The second thing I might ask, to start another important track in this argument you'd be making, is what does nonconsent have to do with being a problem such that it needs to be controlled in some way? For example at which age would you say that it is impossible for a person to consent to eating jello, and if there is such a boundary, what would make it problematic to feed the person jello?

First of all, how is "eating jello" a comparable activity, wrt the potential consequences and risks, to engaging in full on penetrative intercourse?

quote:
Kids are better than adults in letting people know exactly what they want and don't want. Whether they can be beat down is something else entirely.

Well, then let me rephrase.

Is there any age below which you would consider it unreasonable for a person be expected to fully understand the risks and consequences of giving consent to having sexual intercourse with anyone?

Furhtermore, is there any age below which you would consider it unreasonable for a child to be able to defy or resist the cultural authority and power asigned adults over children, the use of coercive or pressuring methods, or the ability to detect dishonesty in an adult?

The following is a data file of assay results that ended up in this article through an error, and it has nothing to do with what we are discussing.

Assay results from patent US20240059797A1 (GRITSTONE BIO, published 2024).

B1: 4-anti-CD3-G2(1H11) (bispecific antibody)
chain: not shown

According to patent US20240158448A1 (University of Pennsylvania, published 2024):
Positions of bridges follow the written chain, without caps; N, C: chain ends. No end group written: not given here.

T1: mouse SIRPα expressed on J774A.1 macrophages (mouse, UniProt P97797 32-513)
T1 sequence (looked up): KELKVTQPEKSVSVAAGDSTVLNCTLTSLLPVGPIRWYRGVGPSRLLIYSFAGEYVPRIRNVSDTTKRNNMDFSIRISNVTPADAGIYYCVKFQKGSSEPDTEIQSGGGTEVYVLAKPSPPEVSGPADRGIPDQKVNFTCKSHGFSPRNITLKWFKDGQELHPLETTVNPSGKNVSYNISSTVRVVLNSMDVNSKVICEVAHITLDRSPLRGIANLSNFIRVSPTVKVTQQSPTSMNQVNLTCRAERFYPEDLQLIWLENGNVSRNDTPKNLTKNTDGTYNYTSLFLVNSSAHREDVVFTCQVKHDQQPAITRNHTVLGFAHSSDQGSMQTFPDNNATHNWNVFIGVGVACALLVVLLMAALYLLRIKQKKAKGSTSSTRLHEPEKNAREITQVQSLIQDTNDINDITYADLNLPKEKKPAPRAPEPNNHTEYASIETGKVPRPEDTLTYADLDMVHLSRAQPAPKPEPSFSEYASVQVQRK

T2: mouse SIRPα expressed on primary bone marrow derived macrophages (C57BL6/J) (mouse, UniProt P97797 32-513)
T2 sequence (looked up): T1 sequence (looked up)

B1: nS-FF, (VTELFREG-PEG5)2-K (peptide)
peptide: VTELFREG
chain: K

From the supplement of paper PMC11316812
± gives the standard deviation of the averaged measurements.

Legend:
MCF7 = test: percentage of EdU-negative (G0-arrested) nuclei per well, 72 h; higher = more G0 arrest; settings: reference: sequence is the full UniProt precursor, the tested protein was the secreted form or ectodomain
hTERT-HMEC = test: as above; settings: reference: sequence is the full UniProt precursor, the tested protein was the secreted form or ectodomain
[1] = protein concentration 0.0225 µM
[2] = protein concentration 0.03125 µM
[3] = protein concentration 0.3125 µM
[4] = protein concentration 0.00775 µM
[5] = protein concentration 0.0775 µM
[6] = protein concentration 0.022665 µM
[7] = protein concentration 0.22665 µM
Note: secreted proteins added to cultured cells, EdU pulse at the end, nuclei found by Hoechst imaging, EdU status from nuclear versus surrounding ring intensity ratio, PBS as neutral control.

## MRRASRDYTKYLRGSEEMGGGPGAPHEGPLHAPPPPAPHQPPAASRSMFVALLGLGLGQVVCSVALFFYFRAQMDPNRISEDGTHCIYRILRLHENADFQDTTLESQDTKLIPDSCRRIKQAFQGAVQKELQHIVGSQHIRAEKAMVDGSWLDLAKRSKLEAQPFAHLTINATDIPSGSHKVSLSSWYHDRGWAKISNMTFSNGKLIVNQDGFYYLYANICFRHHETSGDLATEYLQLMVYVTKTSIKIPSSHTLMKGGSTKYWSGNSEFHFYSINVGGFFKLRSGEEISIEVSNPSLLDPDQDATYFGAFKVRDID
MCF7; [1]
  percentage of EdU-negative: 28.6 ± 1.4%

IOW, at what age would you consider it too much to ask for a child to have to deal with all of that?


This message is a reply to:
 Message 57 by Silent H, posted 11-21-2005 11:22 AM Silent H has responded

Replies to this message:
 Message 75 by Silent H, posted 11-21-2005 5:00 PM nator has responded

    
Chiroptera
Member
Posts: 6531
From: Oklahoma
Joined: 09-28-2003


Message 63 of 206 (261947)
11-21-2005 11:53 AM
Reply to: Message 47 by nator
11-21-2005 10:02 AM


Re: Science doesn't make moral judgements
quote:
Can I pretend that I'm different from the religious right if I honestly don't care if 13 year olds have sex with adults?

What about 12 year olds?


Ask randman. But if I'm interpreting his response correctly, then he would reply that even if I don't care whether 12 year old have sex with adults, there are other laws I would support based on my morality; so, to answer your question, no, I still could not pretend that I am different from the religious right.

This message has been edited by Chiroptera, 21-Nov-2005 06:40 PM


"Intellectually, scientifically, even artistically, fundamentalism -- biblical literalism -- is a road to nowhere, because it insists on fidelity to revealed truths that are not true." -- Katha Pollitt
This message is a reply to:
 Message 47 by nator, posted 11-21-2005 10:02 AM nator has not yet responded

  
nator
Member (Idle past 278 days)
Posts: 12961
From: Ann Arbor